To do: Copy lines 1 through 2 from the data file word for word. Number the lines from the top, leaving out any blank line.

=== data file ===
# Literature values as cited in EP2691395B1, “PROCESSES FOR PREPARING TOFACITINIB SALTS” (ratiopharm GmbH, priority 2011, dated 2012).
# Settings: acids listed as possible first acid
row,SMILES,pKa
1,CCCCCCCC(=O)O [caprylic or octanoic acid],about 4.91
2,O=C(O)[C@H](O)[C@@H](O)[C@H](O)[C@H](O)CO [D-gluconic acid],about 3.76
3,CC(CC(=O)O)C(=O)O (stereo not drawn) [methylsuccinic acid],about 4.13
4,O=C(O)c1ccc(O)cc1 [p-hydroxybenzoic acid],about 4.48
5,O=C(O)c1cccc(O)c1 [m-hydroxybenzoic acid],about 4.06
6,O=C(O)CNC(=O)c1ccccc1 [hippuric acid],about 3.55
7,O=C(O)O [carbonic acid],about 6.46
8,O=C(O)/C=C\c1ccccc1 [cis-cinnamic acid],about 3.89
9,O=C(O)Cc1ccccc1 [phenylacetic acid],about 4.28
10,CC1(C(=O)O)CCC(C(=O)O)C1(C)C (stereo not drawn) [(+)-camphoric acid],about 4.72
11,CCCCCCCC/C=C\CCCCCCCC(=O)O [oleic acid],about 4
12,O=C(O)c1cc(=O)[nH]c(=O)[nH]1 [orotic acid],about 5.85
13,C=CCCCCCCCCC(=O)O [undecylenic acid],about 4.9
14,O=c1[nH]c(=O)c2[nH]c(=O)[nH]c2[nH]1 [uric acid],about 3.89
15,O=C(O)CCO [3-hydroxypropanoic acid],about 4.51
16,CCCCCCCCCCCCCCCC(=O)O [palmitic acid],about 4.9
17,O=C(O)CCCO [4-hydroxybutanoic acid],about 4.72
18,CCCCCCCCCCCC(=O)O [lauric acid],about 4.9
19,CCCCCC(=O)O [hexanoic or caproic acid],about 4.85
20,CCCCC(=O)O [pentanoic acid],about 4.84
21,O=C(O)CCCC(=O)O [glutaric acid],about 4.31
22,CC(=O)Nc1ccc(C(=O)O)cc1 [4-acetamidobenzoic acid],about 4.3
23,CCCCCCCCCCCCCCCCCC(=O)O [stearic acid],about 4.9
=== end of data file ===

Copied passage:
# Literature values as cited in EP2691395B1, “PROCESSES FOR PREPARING TOFACITINIB SALTS” (ratiopharm GmbH, priority 2011, dated 2012).
# Settings: acids listed as possible first acid